The Women of Brewster Place

Topics: Oprah Winfrey, Dream, English-language films Pages: 5 (1495 words) Published: June 19, 2011
Kathleen review of how Mattie takes Lucielia in her arm and begins to rock her as a mother would rock a child that is unable to be comfored in any other manner. I can hear the cadence of my mentor stating get an education it can’t be taken away from you, you will be able to make a future for you and your children and no one will be able to take that away. “Mattie offers the soothing power of words and the water of symbolic baptism, Puhr (103-104), the baptism comes after the commission of an unforgivable sin of the abortion of her unborn child and the taking of the only one in her life that loved her unconditionally. The purging of all the wrong one has done, is demonstrated in the rocking of Mattie’s arms. The sin being represented by the silver splinter, and how the sins of the mother were the reason that the child was taken, the hole is representative of the void that will remain in Lucielia heart the rest of her life but with time an continuing life journey will become less painful, and Mattie knowledge of life tell her that Lucielia will have a chance at healing. Title: Healers in Gloria Naylor's Fiction

Author(s): Kathleen M. Puhr
Publication Details: Twentieth Century Literature 40.4 (Winter 1994): p518. Source: Contemporary Literary Criticism. Ed. Janet Witalec. Vol. 156. Detroit: Gale, 2002. p518. From Literature Resource Center. Document Type: Critical essay

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Full Text: COPYRIGHT 2002 Gale, COPYRIGHT 2007 Gale, Cengage Learning

In a novel full of unfulfilled and constantly deferred dreams, the only the dream that is fully realized is Lorraine's dream of being recognized as “a lousy human being who's somebody's daughter or somebody's friend or even somebody's enemy.” In dreaming of Lorraine the women acknowledge that she represents every one of them: she is their daughter, their friend, their enemy, and her brutal rape is the fulfillment of their own nightmares. Mattie's dream presents an empowering response to this nightmare of disempowerment. When she dreams of the women joining together to tear down the wall that has separated them from the rest of the city, she is dreaming of a way for all of them to achieve Lorraine's dream of acceptance. They will tear down that which has separated them and made them “different” from the other inhabitants of the city. They will tear down the wall which is stained with blood, and which has come to symbolize their dead end existence on Brewster Place. As Jill Matus notes in “Dream, Deferral, and Closure in The Women of Brewster Place,” “Tearing Donna Woodford, in her review of The Women of Brewster Place talks about the unfulfilled and constantly deferred dreams of these women. Lorraine’s dream of being in an environment where she could and would be accepted for the person she was and not who others saw her as because of her life choices. Lorraine wanted to be able to trade recipes with the other women, watch their child if they had to run out on an errand, to help the children to do better in school all of the things that neighbors do for one another. When Woodford states, The brutal rape is the fulfillment of their own nightmares”, the women of Brewster Place only have themselves to depend on and the rape represent the powers that keep them deferring their dreams to another time and place, this power is their condition, their men, the system and their inability to leave Brewster Place to fulfill their dreams. “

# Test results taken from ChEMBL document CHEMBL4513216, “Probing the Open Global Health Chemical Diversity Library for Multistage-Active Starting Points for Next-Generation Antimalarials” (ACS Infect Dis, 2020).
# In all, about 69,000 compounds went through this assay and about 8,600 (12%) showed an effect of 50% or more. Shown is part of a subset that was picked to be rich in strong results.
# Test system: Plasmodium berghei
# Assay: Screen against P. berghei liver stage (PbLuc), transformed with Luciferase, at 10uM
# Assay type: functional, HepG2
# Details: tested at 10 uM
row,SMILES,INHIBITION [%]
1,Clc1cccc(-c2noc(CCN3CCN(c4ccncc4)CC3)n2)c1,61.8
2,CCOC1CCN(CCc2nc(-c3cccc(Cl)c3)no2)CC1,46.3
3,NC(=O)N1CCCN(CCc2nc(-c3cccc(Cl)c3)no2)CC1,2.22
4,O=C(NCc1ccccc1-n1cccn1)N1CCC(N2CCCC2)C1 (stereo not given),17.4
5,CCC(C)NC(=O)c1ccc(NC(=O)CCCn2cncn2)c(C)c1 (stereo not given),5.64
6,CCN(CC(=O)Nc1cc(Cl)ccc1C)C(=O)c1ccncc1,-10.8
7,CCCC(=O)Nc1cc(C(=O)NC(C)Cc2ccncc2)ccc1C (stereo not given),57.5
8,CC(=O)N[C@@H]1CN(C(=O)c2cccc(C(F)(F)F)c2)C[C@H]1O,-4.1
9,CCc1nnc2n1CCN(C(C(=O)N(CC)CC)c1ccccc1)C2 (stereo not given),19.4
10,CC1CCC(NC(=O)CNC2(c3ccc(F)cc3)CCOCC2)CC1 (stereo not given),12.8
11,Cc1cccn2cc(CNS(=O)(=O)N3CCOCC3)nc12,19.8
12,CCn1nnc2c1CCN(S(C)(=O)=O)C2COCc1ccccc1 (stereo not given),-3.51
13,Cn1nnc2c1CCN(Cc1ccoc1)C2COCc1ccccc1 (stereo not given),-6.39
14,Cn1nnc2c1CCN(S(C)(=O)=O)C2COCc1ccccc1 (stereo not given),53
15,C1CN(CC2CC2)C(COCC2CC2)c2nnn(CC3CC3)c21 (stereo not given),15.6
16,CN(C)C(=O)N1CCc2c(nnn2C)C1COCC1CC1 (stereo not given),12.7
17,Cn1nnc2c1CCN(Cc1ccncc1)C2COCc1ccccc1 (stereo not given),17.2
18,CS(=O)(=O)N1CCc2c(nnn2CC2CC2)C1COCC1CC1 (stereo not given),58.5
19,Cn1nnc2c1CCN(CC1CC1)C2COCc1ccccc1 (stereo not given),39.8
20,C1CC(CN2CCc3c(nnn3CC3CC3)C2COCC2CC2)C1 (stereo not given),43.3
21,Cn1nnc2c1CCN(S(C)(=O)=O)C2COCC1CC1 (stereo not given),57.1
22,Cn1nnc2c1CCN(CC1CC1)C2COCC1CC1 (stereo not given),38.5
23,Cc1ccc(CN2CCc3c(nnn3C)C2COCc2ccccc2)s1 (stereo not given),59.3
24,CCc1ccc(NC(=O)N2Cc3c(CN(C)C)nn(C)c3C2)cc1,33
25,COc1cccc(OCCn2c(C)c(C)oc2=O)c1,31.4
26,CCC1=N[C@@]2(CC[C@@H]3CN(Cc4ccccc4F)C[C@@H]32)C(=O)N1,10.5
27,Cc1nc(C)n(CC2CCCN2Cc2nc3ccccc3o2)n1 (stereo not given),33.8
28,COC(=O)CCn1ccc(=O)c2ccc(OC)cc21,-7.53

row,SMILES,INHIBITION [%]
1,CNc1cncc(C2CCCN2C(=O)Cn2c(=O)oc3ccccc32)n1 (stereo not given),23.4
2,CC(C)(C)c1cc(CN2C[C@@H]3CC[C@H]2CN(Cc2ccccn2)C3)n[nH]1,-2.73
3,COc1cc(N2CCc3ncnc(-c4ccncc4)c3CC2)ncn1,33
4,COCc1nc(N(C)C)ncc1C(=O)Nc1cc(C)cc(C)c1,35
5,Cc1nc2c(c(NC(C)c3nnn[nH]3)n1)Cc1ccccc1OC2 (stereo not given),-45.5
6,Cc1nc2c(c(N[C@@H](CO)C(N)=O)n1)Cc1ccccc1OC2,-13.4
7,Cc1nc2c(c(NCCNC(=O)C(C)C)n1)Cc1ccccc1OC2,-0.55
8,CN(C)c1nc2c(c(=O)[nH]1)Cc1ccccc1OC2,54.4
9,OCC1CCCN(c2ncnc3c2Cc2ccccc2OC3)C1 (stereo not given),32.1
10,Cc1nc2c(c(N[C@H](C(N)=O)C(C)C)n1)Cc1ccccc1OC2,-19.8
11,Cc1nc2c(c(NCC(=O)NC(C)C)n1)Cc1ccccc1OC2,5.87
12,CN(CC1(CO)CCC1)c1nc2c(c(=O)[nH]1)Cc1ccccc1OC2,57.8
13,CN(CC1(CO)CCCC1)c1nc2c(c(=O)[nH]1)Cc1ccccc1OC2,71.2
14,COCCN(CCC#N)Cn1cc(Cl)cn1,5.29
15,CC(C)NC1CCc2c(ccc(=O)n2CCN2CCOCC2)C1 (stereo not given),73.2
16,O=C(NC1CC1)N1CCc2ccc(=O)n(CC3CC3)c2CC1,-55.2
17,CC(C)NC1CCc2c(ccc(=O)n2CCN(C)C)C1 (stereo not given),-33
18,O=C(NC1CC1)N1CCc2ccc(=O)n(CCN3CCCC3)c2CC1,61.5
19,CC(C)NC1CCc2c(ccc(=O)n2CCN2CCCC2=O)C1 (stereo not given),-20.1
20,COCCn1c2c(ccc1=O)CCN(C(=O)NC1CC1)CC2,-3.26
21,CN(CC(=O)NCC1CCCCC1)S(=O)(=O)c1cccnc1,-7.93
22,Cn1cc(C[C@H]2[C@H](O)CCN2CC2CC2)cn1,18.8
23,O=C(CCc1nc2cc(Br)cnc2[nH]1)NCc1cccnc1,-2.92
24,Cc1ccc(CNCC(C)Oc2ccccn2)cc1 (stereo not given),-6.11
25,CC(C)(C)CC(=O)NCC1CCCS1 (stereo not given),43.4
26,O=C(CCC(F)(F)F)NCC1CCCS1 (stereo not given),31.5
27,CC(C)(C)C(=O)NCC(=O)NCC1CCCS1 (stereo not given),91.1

tle: A discussion of The Women of Brewster Place: A Novel in Seven Stories Author(s): Donna Woodford
Source: Novels for Students. Gale. From Literature Resource Center. Document Type: Critical essay
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Seven black women living in a tenement fight to gain control of their lives. (Men in general don't come out too well.) Excellent, complex script gives each actress in a fine ensemble headed by Winfrey (in her TV dramatic debut) time in the limelight. Pilot for the series "Brewster...
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